At the end of last year, Google provided us with an insight into how travellers use digital technology to plan, make arrangements and engage while on holiday. These were summarised into the ‘5 Stages of Travel’ that every tourism business should tap into to be successful in the digital world.

https://www.instagram.com/p/BA-cK8xjisM/embed/captioned/?cr=1&v=7

Dreaming

Every holiday starts with a dream. Whether it’s a location they’ve wanted to visit for years or they’ve been inspired by other people’s travel adventures (documented on their social media), the digital traveller first resides in the dreaming stage.

It’s at this stage that people collect information, make bucket lists and seek out possible adventures. They’re inspired by friends who share photos and videos of their own holidays on their Facebook and Instagram throughout the year, and the digital tourist starts to aspire to have their own experiences.

It’s here that people start to collect articles, visuals, photography, the story of their possible travelling experience and put these into boards on Pinterest, follow new accounts on Twitter and Instagram, and watch videos on YouTube or Vimeo for travel inspiration.

Planning

This is when they turn to Google and search for travel blogs, online travel guides, transport, accommodation and activities they can do in these dream locations.

According to Google, people visit an average of 40 websites before they make any bookings, and turn to social media for recommendations from friends and family. Pin Trips is also on the rise, helping to coordinate and organise planning of the holiday.

It’s at this stage when the digital tourist has the most discussion with their social communities.

https://www.facebook.com/plugins/post.php?href=https%3A%2F%2Fwww.facebook.com%2FHolidayScotland%2Fposts%2F903889366385392&width=500

Booking

The third stage is when the credit cards start to come out. People will look to TripAdvisor and other review sites to help make up their minds. The digital traveller is much more likely to make a booking (be it for accommodation, travel or activities) if a tourism business has responded to reviews, questions, and feedback on their social media; including Trip Advisor.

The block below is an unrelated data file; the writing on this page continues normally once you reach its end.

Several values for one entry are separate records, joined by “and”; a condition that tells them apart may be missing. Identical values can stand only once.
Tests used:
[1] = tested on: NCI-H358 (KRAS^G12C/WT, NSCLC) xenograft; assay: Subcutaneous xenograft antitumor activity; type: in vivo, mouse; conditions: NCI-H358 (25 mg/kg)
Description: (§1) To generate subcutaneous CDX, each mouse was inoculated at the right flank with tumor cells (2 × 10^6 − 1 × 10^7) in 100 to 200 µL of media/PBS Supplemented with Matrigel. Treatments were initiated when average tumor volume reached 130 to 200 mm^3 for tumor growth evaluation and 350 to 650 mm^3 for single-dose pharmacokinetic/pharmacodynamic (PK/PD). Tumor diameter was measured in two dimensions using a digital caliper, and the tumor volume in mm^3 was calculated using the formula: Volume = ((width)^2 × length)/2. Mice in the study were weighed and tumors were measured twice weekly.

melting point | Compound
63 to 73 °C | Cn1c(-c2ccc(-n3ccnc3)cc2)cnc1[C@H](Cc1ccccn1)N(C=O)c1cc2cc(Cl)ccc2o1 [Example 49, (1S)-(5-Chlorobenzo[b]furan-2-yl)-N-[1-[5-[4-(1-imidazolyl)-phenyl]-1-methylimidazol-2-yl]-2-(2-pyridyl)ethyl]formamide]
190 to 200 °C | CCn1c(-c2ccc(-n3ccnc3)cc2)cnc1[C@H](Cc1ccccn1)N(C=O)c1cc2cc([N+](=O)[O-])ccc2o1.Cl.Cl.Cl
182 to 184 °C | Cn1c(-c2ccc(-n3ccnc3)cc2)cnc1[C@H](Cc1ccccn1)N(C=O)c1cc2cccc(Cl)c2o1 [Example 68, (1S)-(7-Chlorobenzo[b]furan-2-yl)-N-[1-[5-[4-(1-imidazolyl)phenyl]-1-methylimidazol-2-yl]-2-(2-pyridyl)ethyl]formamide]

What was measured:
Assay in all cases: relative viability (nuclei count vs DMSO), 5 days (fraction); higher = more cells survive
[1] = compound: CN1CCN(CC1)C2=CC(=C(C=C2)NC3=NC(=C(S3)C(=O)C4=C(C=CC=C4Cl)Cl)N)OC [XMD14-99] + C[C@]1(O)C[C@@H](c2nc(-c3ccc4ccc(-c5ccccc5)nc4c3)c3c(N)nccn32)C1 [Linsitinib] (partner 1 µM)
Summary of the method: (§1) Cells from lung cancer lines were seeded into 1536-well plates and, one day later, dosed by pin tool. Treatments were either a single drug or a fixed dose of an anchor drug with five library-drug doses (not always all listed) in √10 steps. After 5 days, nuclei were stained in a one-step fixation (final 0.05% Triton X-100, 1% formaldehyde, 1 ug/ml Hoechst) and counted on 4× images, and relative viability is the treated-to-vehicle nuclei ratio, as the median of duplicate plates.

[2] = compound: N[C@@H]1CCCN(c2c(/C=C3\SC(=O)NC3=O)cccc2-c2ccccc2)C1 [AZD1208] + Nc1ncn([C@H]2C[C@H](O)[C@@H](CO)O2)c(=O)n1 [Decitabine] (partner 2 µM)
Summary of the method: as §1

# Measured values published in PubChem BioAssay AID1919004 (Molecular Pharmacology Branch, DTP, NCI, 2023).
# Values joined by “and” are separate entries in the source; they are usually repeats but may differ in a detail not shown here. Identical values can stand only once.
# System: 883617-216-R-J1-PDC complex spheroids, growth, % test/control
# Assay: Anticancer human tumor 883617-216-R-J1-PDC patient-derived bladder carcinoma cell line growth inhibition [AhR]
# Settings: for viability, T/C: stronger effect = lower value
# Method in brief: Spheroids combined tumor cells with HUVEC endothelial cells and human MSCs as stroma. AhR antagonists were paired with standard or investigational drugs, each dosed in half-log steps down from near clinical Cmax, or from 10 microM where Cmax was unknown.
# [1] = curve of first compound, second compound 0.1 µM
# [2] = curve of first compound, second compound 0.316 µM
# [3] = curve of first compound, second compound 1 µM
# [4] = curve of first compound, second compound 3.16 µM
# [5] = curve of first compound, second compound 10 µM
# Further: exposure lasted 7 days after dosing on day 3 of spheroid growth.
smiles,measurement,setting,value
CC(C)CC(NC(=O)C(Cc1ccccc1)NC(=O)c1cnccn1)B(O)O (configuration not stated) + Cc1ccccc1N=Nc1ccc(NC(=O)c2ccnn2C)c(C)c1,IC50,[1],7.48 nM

The digital traveller expects to be able to book online or by mobile, they don’t expect to have to pick up the phone. Again this relates to the patterns of our digital and online use, people are much more likely to be looking at making a booking in the late evenings when work is over, dinner has been had and perhaps the children have been put to bed. So it’s not always convenient to pick up the phone at 11pm to make a booking or reservation.

TA Walking Tours Inverness

Experiencing

While on holiday, the digital traveller will continue to stay connected (location and Wi-Fi permitting of course). They’ll be using their smartphones while on the move, to search for the next thing to do, to find a place to stop for a bite to eat, and to make future bookings while they are on their adventure.

It’s this behaviour that makes it crucial that your business is optimised for search engines. You might like to consider what your potential digital tourist might be searching for, while on the go so that you can be there in that moment with your website, your social media or a good piece of helpful content.

Sharing

It’s at this final stage that the digital tourist creates their Virtual Trail, documenting their adventure to share with (and inspire) their friends and family.

Here’s where all that lovely user-generated content starts happening, with picture and video shares to Facebook, Twitter, and Instagram, live streaming of experiences on Periscope or Facebook Live, reviews being written on Trip Advisor, Facebook and Yelp and blog posts published to WordPress and Tumblr.

And so, the journey comes full circle, as the story of your digital tourist’s holiday is shared to inspire the dream in the next digital tourist.

https://www.instagram.com/p/BF4NqYgyKIE/embed/captioned/?cr=1&v=7

 

Visit Scotland Trends Insights